The hubbub surrounding Gutenberg (soon to be known only as “the block editor”) has been intense since early October. For the purpose of this post, I want to put aside discussion of the process that lead to the release. Instead, I’m going to make my own specific recommendations for what users of WordPress should do.
First, this is based on the assumption that you will stay on WordPress. Unless you have a pressing need to change content management systems, I think that switching right now is premature. The accessibility team has doubts about Gutenberg, but we may be too close to the issues and preceding drama to be fully objective. You should assess the platform for your own needs.
I think that concerns that WordPress is turning away from accessibility are also unfounded. This process has been messy and painful, and the accessibility team has not agreed with the Gutenberg team on some fundamental principles. However, the end product – while imperfect – is considerably better than anything else on the market. What the future will hold is still in question.
Thankfully, recent changes to the Classic Editor plugin will make it easier to learn Gutenberg without depending on it. Choosing the classic editor is no longer an all-or-nothing option.
- Install the Classic Editor plugin, or have your administrator install it for you.
- Go to WordPress > Settings > Writing to configure editor settings. Set the default editor to the preferred environment for the majority of your users. I recommend the Classic Editor.
- Configure the setting “Allow users to switch editors” to allow users to change their preferred editor.
The greatest concern I have right now for users of assistive technology is that the Block Editor will be time-consuming to learn. Dropping a user into a situation where using the Block Editor is necessary to their job will not lead to success.
While I believe that the majority of the editor is accessible (in the sense of “possible to use”), it is a very new experience, with many custom shortcuts to learn before it can become intuitive to use.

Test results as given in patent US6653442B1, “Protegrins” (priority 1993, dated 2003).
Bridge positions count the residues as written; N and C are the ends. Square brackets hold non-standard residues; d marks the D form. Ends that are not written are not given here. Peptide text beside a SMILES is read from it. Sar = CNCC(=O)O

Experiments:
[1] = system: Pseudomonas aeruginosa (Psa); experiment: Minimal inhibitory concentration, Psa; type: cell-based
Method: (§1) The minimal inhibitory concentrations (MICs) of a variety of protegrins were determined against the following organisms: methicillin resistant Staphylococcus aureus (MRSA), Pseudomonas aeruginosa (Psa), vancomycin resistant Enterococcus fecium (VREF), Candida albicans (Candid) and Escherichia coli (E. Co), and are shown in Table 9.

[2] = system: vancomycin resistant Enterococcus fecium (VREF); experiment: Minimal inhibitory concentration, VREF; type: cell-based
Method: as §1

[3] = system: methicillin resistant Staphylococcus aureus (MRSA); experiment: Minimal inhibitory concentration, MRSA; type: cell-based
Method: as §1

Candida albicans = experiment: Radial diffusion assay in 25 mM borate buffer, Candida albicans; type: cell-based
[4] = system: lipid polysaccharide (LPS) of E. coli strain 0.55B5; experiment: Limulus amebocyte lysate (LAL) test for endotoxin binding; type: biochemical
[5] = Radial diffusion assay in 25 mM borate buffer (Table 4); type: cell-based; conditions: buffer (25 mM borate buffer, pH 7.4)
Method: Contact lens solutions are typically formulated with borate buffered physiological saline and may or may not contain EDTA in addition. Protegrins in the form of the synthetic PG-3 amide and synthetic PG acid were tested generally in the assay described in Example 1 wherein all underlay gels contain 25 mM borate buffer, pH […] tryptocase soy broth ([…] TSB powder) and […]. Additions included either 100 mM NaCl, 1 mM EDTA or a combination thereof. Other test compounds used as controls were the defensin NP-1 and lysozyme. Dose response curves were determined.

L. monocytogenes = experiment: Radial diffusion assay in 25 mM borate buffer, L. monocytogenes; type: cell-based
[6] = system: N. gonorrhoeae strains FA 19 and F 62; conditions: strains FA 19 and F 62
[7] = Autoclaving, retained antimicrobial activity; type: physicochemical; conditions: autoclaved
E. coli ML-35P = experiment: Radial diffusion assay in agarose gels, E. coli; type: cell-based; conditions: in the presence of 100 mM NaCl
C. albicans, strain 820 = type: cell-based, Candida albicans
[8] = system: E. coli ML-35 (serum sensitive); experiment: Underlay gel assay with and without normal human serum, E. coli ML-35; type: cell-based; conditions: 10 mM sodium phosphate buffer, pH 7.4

The option to allow users to switch editors is a key feature. This will allow users a chance to learn the new editor before becoming dependent on it.
If possible, you should get a second user account on your sites. Have that account configured to use the block editor, and start learning. Many of the keyboard combinations are exposed directly in the user interface.
Gutenberg User Documentation
You can access the entire list of keyboard shortcuts by pressing Shift + Alt + H. Some of the keyboard shortcuts have alternatives, due to the difficulty of identifying universally usable shortcuts.
Claire Brotherton has written extensive documentation on the use of Gutenberg for users of assistive technology, destined for the official WordPress Gutenberg documentation, but it is not yet published. I’ll update this post with a link to that documentation once it is live.
Why am I recommending the Classic Editor by default?
Accessibility aside, the WordPress ecosystem is not, on the whole, ready for Gutenberg. Gutenberg itself is probably ready for production. It’s not ideal, but is certainly vastly better than any of the other block-based editors you’ll find. However, you should approach it with the assumption that it will not be fully compatible with the total combination of your theme and plugins.
Gutenberg is a massive change to how the core WordPress experience works. While the Gutenberg team has worked hard, it is foolhardy to assume that every plug-in installed in 2007 and abandoned by its developer 4 years ago will be 100% compatible. But that is a description that could match any of thousands of plugins in the WordPress repository.
It isn’t just old, abandoned plugins that are at risk of breaking. There are well-maintained plugins with months of labor put into supporting Gutenberg that are not yet at 100% compatibility.
One thing that Gutenberg may do (and is a good result) is cause a sharp drop-off in the usage of old and abandoned plugins. However, you’re going to need to take some time to figure out what plugins you’re using are no longer viable and find replacements. Some of those plugins may not have any compatible equivalents. This process isn’t something you want to just dive into casually – you’ll need to schedule a close review of your WordPress set up.
And I don’t think you want to do that in December.